Mom and I knew that getting to meet Robert would be near impossible due to the wristbands, but we decided to try anyway. A nice cast member roped off the wristband line and let us wait behind the rope, just in case Robert finished all the wristband people before his hour was up. That alone gave us hope. So we waited. Flipped through Robert's cookbook. And waited some more. Near the end of the hour, another cast member announced that they would now open the line up for the non-wristbanders, because Robert didn't want his fans to feel like he didn't want to see them (awww, right?).

So we waited a little more, and then this happened: 

Lemme tell you, meeting Robert Irvine was right up there on my top 2014 moments. I mean, usually I get nervous when meeting celebrities, or even Disney characters (don't even get me started about being tongue-tied around Prince Caspian, haha), but the minute it was our turn to see Robert, I felt at ease. Maybe because he's more awesome in person than on TV, if you can believe that, but also because he knew exactly who I was before I could say more than, "We made it!"

He recognized me from my Twitter profile photo. And, even more magical, remembered us from when we saw him at the festival center back in 2011! "You were standing in the same spot," he said, while signing the cookbook, "right over there."

If that's not magic, I don't know what is.

Being A Guest "Player Hater:" 

Since I'm admittedly scared of playing horror games - especially survivor horror games, where you're not allowed to take a swing that the hideous things chasing you - I've been watching a ton of Let's Play videos by various braver gamers. My favorite being theRadBrad, since he's manages to be funny without eclipsing the story lines (I really, really appreciate being given the chance to ponder a plot twist and read the picked up notes while watching, thank you).

That said, my brother Bill decided to try his hand at Let's Play by starting his own channel, lovably named the Player Haters. And, since he was coming home for the holidays, he thought that having is big sister play some games with him would be a fun.

And so we did.

We both have a long history with SkiFree, and quite frankly, I think we were both at our best before ye old holiday mass eating happened and we got sleepy.

I have to admit that getting a cartoon icon of my face was pretty epic. Do you think it looks like me? Enjoy the video (and if you haven't played SkiFree yet, maybe you should add that to your 2015 goals)!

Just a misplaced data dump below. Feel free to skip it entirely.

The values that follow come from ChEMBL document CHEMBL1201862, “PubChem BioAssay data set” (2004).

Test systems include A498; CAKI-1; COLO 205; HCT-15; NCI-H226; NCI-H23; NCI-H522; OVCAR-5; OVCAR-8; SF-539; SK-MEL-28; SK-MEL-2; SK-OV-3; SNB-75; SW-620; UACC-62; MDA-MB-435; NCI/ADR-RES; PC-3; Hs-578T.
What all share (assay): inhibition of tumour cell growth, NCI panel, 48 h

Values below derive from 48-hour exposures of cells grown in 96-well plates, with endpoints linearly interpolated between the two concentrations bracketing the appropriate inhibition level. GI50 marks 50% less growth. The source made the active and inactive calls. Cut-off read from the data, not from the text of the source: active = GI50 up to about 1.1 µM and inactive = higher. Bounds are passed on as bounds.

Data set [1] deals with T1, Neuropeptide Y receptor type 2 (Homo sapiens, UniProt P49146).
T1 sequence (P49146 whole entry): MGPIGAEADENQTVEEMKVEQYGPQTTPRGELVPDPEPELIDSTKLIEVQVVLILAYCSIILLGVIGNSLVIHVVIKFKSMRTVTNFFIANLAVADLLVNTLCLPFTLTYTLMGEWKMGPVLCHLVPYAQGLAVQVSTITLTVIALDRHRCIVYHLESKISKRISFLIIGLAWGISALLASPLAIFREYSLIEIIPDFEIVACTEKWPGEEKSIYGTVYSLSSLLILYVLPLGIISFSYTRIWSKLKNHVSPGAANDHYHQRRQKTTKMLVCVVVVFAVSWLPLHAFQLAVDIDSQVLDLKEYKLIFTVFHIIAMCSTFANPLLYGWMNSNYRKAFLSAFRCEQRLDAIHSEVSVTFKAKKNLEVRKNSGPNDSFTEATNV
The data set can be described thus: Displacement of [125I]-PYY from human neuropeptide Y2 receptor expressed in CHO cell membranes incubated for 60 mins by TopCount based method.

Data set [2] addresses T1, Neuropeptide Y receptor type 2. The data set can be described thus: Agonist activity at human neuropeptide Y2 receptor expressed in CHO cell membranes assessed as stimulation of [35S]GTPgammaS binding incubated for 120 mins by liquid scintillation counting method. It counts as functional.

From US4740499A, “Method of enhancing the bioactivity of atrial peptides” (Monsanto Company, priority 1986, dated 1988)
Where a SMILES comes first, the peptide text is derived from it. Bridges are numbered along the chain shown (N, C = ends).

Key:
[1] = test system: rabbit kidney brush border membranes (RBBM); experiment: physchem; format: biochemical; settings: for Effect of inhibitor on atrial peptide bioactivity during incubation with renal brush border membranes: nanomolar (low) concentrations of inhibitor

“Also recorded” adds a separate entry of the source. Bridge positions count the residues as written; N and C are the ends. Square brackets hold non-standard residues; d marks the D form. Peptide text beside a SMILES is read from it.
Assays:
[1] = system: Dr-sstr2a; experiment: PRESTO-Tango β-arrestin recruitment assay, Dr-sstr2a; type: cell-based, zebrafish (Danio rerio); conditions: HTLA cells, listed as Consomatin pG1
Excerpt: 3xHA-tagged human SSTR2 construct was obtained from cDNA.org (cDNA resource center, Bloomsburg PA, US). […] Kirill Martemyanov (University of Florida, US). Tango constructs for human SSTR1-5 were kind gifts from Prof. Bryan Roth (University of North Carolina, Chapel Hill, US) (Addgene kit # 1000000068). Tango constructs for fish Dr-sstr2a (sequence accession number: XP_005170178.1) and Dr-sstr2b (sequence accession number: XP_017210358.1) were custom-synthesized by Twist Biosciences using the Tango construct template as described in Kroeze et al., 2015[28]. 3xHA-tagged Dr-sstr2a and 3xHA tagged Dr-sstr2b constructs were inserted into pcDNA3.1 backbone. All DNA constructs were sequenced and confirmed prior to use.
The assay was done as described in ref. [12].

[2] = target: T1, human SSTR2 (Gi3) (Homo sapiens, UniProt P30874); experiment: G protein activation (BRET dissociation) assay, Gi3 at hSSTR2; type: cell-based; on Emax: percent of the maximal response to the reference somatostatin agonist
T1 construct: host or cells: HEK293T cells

1. Write more books.
2. Read everything unread on my bookshelves (and donate the books I don't want to keep)
3. Replay at least one Final Fantasy game
4. Schedule more trips to Jellyrolls, the dueling piano bar
5. Make more time for social things, like hanging out with friends
6. Keep up with exercising and healthy eating
7. Cook something without the aid of a microwave
8. Be braver. 

What are your goals for 2015? 

Wednesday, December 10, 2014

The Most Wonderful Time of the Year

Long time, no write! How are you doing? 

I've missed this blog. November flew by so quickly. NaNoWriMo tends to speed November up, but guys, it's already December. I can barely catch my breath.

The reason I'm able to write today is because of a cold. I woke up yesterday morning with a pounding headache and a sore throat. This morning, it was a stuffy nose and earache, due to a buildup of congestion.

Apparently, I am too old to have the common cold. Noooooo. I have to be plagued with extreme congestion every time, the kind that cannot be cured without vigilant meds.

Are you wondering what happened to my NaNoWriMo escapade? Swoon Reads asked me to share my end-of-the-month experience on its blog, so please enjoy all my The Nightmare Before Christmas references as I share how that went.

I have also finally made a Facebook Author page. I had been holding out on making one for a while, but once the final cover for LOVE FORTUNES AND OTHER DISASTERS was announced, I felt it was the right time. My Facebook page will probably be more focused on writing, but don't be surprised when Disney World sneaks in there sooner or later.

With my copyedits finished and LOVE FORTUNES in interior design, I've got a small break from Fallon and Sebastian's charming world. But the work doesn't stop there. More surprises are on the way. If you've been following my blog for a while, then you're familiar with the stories I've written in the past. You also know that I follow my crazy ideas anywhere, so writing something new is also a thing I do a lot. At the moment, I've got my hands in both new and old tales.

*reads that back* Hoooooo boy. Yeah. I got five stars on being vague, right there.

I'm beginning to think that being infuriatingly mysterious is part of my job description.  

At the end of the month, I'm going to put together a 2014 recap. I'm in sore need to share some great events and moments with you, but I think my medication is wearing off. I need more cough syrup. More decongestant. More naps.  

How's December going for you? Have you finished your shopping lists? Getting ready for vacation? Nursing a cold? 

Sunday, November 2, 2014

Challenge of the Pantser: NaNoWriMo 2014

The weirdest part about participating in NaNoWriMo is that the rest of the world only sees the next 30 days as "November." Non-writers continue to do laundry, eat, scrub the bathtub, party with friends, NOT THINK ABOUT WRITING 24/7. I don't get them. Especially when I reach the halfway point in the month, and everyone around me is too cheerful.